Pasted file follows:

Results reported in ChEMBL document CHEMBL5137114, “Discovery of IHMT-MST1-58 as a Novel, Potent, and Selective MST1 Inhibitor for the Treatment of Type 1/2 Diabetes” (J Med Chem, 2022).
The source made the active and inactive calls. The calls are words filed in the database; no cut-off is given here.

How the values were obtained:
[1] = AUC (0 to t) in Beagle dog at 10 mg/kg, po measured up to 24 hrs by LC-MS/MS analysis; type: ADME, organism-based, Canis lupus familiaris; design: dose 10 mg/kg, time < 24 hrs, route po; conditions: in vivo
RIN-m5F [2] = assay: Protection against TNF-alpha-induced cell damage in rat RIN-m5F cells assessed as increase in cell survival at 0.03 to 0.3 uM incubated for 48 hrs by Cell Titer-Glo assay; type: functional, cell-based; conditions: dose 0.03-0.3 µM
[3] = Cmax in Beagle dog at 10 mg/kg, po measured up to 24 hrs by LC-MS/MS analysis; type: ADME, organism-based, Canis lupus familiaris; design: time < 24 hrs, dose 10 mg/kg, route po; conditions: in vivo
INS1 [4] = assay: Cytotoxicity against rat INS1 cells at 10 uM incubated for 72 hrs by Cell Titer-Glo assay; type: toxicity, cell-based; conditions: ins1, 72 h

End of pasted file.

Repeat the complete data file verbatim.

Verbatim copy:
Results reported in ChEMBL document CHEMBL5137114, “Discovery of IHMT-MST1-58 as a Novel, Potent, and Selective MST1 Inhibitor for the Treatment of Type 1/2 Diabetes” (J Med Chem, 2022).
The source made the active and inactive calls. The calls are words filed in the database; no cut-off is given here.

How the values were obtained:
[1] = AUC (0 to t) in Beagle dog at 10 mg/kg, po measured up to 24 hrs by LC-MS/MS analysis; type: ADME, organism-based, Canis lupus familiaris; design: dose 10 mg/kg, time < 24 hrs, route po; conditions: in vivo
RIN-m5F [2] = assay: Protection against TNF-alpha-induced cell damage in rat RIN-m5F cells assessed as increase in cell survival at 0.03 to 0.3 uM incubated for 48 hrs by Cell Titer-Glo assay; type: functional, cell-based; conditions: dose 0.03-0.3 µM
[3] = Cmax in Beagle dog at 10 mg/kg, po measured up to 24 hrs by LC-MS/MS analysis; type: ADME, organism-based, Canis lupus familiaris; design: time < 24 hrs, dose 10 mg/kg, route po; conditions: in vivo
INS1 [4] = assay: Cytotoxicity against rat INS1 cells at 10 uM incubated for 72 hrs by Cell Titer-Glo assay; type: toxicity, cell-based; conditions: ins1, 72 h